Okay, so I finished The Mill on the Floss with extremely mixed feelings. The first third was brilliant, the second third was also brilliant but frustrating -- Maggie's indecision and fallibility was, on the one hand, sort of compellingly real, and on the other hand really irritating -- at times she makes you long for even Emma Woodhouse's or Marianne Dashwood's self-respect and internal honesty. And the last third was... missing, because the story ends abruptly and totally out of the blue. Um. Which sort of worked, actually. It left me moved and shell-shocked on one level, if extremely annoyed on another.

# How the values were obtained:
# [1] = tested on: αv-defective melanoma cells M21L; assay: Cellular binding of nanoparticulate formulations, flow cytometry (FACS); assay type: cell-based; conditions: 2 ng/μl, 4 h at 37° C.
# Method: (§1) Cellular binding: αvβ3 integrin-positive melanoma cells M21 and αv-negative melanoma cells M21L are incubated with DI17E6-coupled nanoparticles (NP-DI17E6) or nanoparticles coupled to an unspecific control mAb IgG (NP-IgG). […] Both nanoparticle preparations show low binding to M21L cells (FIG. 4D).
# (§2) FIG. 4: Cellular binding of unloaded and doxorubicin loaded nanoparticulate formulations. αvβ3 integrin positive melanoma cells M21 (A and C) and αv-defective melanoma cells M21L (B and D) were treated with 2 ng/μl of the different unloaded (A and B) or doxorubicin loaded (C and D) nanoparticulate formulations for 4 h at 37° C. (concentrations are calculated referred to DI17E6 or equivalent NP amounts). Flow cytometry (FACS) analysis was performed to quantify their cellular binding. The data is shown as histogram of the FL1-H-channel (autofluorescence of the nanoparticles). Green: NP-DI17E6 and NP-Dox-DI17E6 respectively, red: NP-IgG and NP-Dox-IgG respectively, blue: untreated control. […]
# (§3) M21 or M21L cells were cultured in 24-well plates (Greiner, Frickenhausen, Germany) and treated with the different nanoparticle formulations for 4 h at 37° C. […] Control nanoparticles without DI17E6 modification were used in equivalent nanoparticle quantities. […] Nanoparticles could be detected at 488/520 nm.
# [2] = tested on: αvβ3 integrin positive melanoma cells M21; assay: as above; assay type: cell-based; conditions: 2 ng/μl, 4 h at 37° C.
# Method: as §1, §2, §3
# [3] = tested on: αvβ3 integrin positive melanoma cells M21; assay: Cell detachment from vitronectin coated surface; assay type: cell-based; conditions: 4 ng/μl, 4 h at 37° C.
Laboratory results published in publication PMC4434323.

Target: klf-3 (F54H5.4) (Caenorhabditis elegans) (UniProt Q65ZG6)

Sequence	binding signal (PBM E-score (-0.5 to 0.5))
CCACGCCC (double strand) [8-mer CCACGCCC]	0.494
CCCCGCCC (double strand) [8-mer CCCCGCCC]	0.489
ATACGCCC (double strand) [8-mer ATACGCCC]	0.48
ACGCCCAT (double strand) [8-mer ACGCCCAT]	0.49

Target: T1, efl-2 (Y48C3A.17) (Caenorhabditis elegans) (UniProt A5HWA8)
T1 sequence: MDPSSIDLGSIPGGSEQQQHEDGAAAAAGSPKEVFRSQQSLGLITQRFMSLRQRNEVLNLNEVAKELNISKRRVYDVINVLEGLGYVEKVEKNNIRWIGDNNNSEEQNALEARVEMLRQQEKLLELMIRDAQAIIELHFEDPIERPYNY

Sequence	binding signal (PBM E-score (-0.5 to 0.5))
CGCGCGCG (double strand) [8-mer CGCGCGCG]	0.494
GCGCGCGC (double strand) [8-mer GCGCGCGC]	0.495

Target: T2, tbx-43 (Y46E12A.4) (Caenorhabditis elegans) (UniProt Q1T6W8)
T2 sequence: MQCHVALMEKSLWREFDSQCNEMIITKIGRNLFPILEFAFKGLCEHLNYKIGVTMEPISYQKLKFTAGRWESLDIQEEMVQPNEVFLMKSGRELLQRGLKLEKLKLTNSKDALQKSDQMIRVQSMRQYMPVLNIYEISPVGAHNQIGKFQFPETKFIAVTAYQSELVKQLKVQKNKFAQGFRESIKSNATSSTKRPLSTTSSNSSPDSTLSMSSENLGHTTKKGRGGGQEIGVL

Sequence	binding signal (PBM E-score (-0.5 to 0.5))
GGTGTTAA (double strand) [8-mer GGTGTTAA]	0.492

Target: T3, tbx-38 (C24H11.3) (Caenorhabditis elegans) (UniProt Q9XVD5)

But, well... by the end I wasn't wondering any more why Janeites aren't all hailing Eliot as the Second Coming. Austen's books are satisfying on a stylistic level -- they are elegantly concluded, they fit in a certain conventional frame (the Happily Ever After that romance authors acronymize to HEA, for one thing) -- their content may sometimes be radical, but in form they are restrained as sonnets.
Eliot seems to me much more interested in the real, in jarring us out of convention. But then, maybe I'm totally misreading her because I'm not familiar with the conventions of her contemporaries. (In her interest in the rough edges of emotion and her sympathy for vulnerability to the passions, she recalls the Brontes...)
The end result, though, is that I found the book very frustrating... but I am grateful for having gotten to know Maggie Tulliver, for a little while, and I miss her. She leaves an ache. Austen's heroines are all a bit too well squared away at the end, to leave an ache.